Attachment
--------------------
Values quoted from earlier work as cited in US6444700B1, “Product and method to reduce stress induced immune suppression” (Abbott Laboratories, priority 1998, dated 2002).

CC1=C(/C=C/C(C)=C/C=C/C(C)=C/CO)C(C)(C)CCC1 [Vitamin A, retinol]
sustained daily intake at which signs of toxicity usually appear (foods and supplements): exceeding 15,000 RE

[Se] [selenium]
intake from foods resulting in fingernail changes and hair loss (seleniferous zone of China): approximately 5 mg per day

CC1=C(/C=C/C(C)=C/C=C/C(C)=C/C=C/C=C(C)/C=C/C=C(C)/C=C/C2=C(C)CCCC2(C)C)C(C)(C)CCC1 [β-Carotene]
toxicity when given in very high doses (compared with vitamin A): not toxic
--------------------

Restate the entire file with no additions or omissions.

Values quoted from earlier work as cited in US6444700B1, “Product and method to reduce stress induced immune suppression” (Abbott Laboratories, priority 1998, dated 2002).

CC1=C(/C=C/C(C)=C/C=C/C(C)=C/CO)C(C)(C)CCC1 [Vitamin A, retinol]
sustained daily intake at which signs of toxicity usually appear (foods and supplements): exceeding 15,000 RE

[Se] [selenium]
intake from foods resulting in fingernail changes and hair loss (seleniferous zone of China): approximately 5 mg per day

CC1=C(/C=C/C(C)=C/C=C/C(C)=C/C=C/C=C(C)/C=C/C=C(C)/C=C/C2=C(C)CCCC2(C)C)C(C)(C)CCC1 [β-Carotene]
toxicity when given in very high doses (compared with vitamin A): not toxic